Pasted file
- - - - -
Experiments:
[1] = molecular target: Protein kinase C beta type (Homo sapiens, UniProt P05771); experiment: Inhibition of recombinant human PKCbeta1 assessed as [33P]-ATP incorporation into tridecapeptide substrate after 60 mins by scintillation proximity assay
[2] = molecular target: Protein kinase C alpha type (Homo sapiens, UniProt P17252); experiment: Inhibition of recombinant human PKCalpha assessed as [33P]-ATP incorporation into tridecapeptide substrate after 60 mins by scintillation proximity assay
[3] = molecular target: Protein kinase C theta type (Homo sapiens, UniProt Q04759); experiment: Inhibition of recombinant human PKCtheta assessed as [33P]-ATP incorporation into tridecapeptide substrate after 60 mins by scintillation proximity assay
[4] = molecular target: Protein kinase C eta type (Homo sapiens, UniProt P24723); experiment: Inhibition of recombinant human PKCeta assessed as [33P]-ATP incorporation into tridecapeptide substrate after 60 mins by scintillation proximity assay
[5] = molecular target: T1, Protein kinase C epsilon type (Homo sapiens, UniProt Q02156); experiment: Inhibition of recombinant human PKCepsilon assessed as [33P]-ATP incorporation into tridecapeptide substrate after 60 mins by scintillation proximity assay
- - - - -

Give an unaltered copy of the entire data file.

Experiments:
[1] = molecular target: Protein kinase C beta type (Homo sapiens, UniProt P05771); experiment: Inhibition of recombinant human PKCbeta1 assessed as [33P]-ATP incorporation into tridecapeptide substrate after 60 mins by scintillation proximity assay
[2] = molecular target: Protein kinase C alpha type (Homo sapiens, UniProt P17252); experiment: Inhibition of recombinant human PKCalpha assessed as [33P]-ATP incorporation into tridecapeptide substrate after 60 mins by scintillation proximity assay
[3] = molecular target: Protein kinase C theta type (Homo sapiens, UniProt Q04759); experiment: Inhibition of recombinant human PKCtheta assessed as [33P]-ATP incorporation into tridecapeptide substrate after 60 mins by scintillation proximity assay
[4] = molecular target: Protein kinase C eta type (Homo sapiens, UniProt P24723); experiment: Inhibition of recombinant human PKCeta assessed as [33P]-ATP incorporation into tridecapeptide substrate after 60 mins by scintillation proximity assay
[5] = molecular target: T1, Protein kinase C epsilon type (Homo sapiens, UniProt Q02156); experiment: Inhibition of recombinant human PKCepsilon assessed as [33P]-ATP incorporation into tridecapeptide substrate after 60 mins by scintillation proximity assay